Steps to Protect your Password
The easiest way for a hacker to get free rein on your website is for them to get your login details. Your username is often easy to guess. This means that you absolutely must know how to protect your password from hackers. Here is a quick guide to help.
Protect Your Password From Hackers
Sadly, there is no single, one-size-fits-every-situation answer to the question of how to protect your password from hackers. The good news, however, is that there are a lot of individual steps you can take which, collectively, offer a lot of protection.
1. Choose a genuinely strong and unique password
The issue of password-management is one of the hottest topics in security. It's common knowledge that the average person simply cannot remember all the strong and unique passwords they are supposed to use for their various online accounts. Some people deal with this by using password-managers, but this is controversial.
To keep the matter simple, let's make it this, you do need a genuinely strong and unique password for anything to do with your website. That means your hosting console and your FTP/sFTP server as well as your website itself. If you recycle the same password you use for other accounts, or even a variation of it, you are asking for trouble from hackers.
2. Implement two-factor authentication wherever possible
TFA is available for WordPress and for many other content management systems. It offers significant extra protection compared to a password on its own. Remember, however, that TFA is not a silver bullet for security. It can be compromised, especially if it's implemented via text messaging rather than via a token as is generally the case with SMBs. It should never be regarded as a justification (read excuse) for using a weak password.
3. Make sure you have robust anti-malware protection
Firstly, you need a website vulnerability scanner for your website. Different products will have different features but every decent website vulnerability scanner will have anti-malware protection and a web applications firewall.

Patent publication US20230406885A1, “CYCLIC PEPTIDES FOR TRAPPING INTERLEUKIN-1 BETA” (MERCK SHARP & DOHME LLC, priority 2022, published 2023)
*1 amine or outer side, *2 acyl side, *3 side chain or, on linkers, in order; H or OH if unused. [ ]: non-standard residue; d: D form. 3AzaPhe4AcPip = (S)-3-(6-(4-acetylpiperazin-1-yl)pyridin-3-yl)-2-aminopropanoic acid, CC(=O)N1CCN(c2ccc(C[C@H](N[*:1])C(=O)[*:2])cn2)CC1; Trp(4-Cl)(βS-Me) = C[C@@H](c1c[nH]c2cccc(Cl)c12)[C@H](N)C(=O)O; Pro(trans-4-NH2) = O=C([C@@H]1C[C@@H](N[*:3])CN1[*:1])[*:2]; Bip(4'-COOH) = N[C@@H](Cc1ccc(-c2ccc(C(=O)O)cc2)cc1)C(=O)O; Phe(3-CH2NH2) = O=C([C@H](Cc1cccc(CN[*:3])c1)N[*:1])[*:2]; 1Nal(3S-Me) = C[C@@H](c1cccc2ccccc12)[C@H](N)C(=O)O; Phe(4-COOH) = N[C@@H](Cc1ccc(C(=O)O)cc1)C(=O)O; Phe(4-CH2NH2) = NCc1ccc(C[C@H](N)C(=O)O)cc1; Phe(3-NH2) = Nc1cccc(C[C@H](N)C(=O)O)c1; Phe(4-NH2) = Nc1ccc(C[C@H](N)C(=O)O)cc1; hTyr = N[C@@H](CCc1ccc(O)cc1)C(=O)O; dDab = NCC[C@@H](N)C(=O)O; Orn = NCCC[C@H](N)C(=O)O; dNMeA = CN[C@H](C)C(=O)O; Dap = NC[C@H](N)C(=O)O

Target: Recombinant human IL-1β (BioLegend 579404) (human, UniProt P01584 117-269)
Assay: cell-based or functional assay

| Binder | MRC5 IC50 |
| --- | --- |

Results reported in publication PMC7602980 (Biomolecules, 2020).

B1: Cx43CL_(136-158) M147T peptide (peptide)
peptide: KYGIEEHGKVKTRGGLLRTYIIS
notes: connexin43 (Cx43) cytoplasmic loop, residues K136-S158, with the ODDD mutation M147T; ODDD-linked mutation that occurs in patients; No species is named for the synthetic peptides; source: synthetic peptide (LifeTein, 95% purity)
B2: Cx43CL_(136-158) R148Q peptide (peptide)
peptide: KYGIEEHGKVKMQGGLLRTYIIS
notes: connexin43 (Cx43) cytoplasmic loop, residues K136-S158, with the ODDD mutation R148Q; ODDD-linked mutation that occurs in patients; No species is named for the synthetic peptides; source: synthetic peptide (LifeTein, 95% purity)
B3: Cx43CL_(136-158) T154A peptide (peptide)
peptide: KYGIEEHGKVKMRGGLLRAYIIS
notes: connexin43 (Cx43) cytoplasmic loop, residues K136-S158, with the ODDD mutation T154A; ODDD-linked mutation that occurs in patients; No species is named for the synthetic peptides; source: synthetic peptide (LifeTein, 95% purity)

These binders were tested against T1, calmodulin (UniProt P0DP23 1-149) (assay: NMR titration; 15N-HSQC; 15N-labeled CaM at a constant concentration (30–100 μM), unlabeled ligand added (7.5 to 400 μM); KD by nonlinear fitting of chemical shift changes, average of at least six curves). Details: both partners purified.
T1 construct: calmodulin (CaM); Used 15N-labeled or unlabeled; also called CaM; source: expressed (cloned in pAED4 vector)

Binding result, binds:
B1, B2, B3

Secondly, you need a robust anti-malware product, with an integrated firewall, for any device used to connect to the back-end of your website. In fact, you should have one for any device used to connect to the internet. There's no point in spending time, energy, and money protecting your website from hackers if they can just compromise one of your regular computers or mobile devices and get your account details that way.
4. Be careful where you connect to the back-end of your website
Ideally, you should only connect to the back-end of your website over a trusted connection. If, however, you need to use questionable connections, like public WiFi hotspots, especially free ones, then you must use a virtual private network.
5. Limit the number of internal users, especially administrators
The fewer passwords you have, especially the fewer administrator passwords you have, the fewer passwords can be attacked by hackers. To stop administrators from “accumulating”, make sure you have a clear process for revoking their access as soon as it ceases to be needed.
6. Give all users their own credentials and make them responsible for their safety
Even though you want to minimize the number of users, especially admin users, you need to be able to keep track of who is doing what, or not doing what. This means that each user needs their own set of credentials for their exclusive use. Sharing credentials needs to be explicitly banned and this ban has to be enforced and, if necessary, backed up with sanctions.
For this to work in practice, there needs to be a straightforward route for users to be created and this needs to be communicated to all relevant staff.
7. Implemented automated measures to make it harder to attack passwords
There are three useful steps you can take on WordPress and most, if not all CMSs, which can do a lot to enhance the safety of your passwords and hence your website.
Firstly, change your default login page. You don't need to change it too significantly from the default, especially since you still need it to make sense to users. You do, however, want to change it at least slightly as most hackers will know the default login pages for the main CMSs.
Secondly, block users after a certain number of failed password attempts. Keep this number fairly low, three is usual. This limits the opportunities to crack a password by brute force.
Thirdly, log out users after a certain period of inactivity. This stops people “borrowing” login details and using them to create other accounts. Remember, sad as it is to say, threats can come from inside an organization as well as from the outside.
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